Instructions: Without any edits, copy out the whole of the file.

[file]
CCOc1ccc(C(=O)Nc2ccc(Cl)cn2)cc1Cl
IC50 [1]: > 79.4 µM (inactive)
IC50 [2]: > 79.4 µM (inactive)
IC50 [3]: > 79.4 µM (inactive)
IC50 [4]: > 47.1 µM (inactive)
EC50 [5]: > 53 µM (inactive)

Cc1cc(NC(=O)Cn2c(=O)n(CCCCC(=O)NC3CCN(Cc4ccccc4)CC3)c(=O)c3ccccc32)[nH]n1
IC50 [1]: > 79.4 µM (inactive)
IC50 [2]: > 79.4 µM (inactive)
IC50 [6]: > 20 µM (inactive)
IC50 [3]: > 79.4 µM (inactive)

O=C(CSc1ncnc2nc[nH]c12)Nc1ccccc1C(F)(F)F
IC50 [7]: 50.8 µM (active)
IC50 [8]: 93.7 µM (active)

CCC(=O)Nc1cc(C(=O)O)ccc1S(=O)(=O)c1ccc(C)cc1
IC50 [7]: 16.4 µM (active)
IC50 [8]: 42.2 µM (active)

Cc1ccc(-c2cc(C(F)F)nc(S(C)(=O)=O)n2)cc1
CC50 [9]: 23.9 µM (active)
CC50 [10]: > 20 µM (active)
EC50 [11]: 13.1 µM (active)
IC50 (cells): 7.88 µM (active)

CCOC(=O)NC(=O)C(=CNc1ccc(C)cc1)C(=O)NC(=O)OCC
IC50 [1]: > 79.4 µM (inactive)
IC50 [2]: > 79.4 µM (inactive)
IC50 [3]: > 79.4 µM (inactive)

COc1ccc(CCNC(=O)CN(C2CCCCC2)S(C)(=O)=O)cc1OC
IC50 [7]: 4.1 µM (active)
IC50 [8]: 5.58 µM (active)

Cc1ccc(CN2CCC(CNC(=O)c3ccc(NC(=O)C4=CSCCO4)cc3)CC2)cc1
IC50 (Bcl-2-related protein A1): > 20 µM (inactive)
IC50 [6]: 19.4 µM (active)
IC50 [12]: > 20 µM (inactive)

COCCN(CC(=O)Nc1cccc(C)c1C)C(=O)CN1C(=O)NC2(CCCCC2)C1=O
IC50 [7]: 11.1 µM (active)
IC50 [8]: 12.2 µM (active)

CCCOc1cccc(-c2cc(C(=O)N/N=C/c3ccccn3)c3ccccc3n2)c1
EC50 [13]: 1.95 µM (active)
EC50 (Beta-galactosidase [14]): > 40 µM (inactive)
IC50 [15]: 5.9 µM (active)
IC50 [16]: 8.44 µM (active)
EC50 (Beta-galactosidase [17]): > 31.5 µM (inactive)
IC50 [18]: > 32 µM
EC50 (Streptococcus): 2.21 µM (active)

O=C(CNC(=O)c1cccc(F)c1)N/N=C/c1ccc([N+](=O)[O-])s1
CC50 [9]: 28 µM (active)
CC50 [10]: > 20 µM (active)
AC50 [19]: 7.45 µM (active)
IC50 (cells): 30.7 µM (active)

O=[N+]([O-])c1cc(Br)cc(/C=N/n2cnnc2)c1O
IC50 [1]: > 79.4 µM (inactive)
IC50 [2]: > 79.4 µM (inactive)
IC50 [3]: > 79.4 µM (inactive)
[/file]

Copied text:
CCOc1ccc(C(=O)Nc2ccc(Cl)cn2)cc1Cl
IC50 [1]: > 79.4 µM (inactive)
IC50 [2]: > 79.4 µM (inactive)
IC50 [3]: > 79.4 µM (inactive)
IC50 [4]: > 47.1 µM (inactive)
EC50 [5]: > 53 µM (inactive)

Cc1cc(NC(=O)Cn2c(=O)n(CCCCC(=O)NC3CCN(Cc4ccccc4)CC3)c(=O)c3ccccc32)[nH]n1
IC50 [1]: > 79.4 µM (inactive)
IC50 [2]: > 79.4 µM (inactive)
IC50 [6]: > 20 µM (inactive)
IC50 [3]: > 79.4 µM (inactive)

O=C(CSc1ncnc2nc[nH]c12)Nc1ccccc1C(F)(F)F
IC50 [7]: 50.8 µM (active)
IC50 [8]: 93.7 µM (active)

CCC(=O)Nc1cc(C(=O)O)ccc1S(=O)(=O)c1ccc(C)cc1
IC50 [7]: 16.4 µM (active)
IC50 [8]: 42.2 µM (active)

Cc1ccc(-c2cc(C(F)F)nc(S(C)(=O)=O)n2)cc1
CC50 [9]: 23.9 µM (active)
CC50 [10]: > 20 µM (active)
EC50 [11]: 13.1 µM (active)
IC50 (cells): 7.88 µM (active)

CCOC(=O)NC(=O)C(=CNc1ccc(C)cc1)C(=O)NC(=O)OCC
IC50 [1]: > 79.4 µM (inactive)
IC50 [2]: > 79.4 µM (inactive)
IC50 [3]: > 79.4 µM (inactive)

COc1ccc(CCNC(=O)CN(C2CCCCC2)S(C)(=O)=O)cc1OC
IC50 [7]: 4.1 µM (active)
IC50 [8]: 5.58 µM (active)

Cc1ccc(CN2CCC(CNC(=O)c3ccc(NC(=O)C4=CSCCO4)cc3)CC2)cc1
IC50 (Bcl-2-related protein A1): > 20 µM (inactive)
IC50 [6]: 19.4 µM (active)
IC50 [12]: > 20 µM (inactive)

COCCN(CC(=O)Nc1cccc(C)c1C)C(=O)CN1C(=O)NC2(CCCCC2)C1=O
IC50 [7]: 11.1 µM (active)
IC50 [8]: 12.2 µM (active)

CCCOc1cccc(-c2cc(C(=O)N/N=C/c3ccccn3)c3ccccc3n2)c1
EC50 [13]: 1.95 µM (active)
EC50 (Beta-galactosidase [14]): > 40 µM (inactive)
IC50 [15]: 5.9 µM (active)
IC50 [16]: 8.44 µM (active)
EC50 (Beta-galactosidase [17]): > 31.5 µM (inactive)
IC50 [18]: > 32 µM
EC50 (Streptococcus): 2.21 µM (active)

O=C(CNC(=O)c1cccc(F)c1)N/N=C/c1ccc([N+](=O)[O-])s1
CC50 [9]: 28 µM (active)
CC50 [10]: > 20 µM (active)
AC50 [19]: 7.45 µM (active)
IC50 (cells): 30.7 µM (active)

O=[N+]([O-])c1cc(Br)cc(/C=N/n2cnnc2)c1O
IC50 [1]: > 79.4 µM (inactive)
IC50 [2]: > 79.4 µM (inactive)
IC50 [3]: > 79.4 µM (inactive)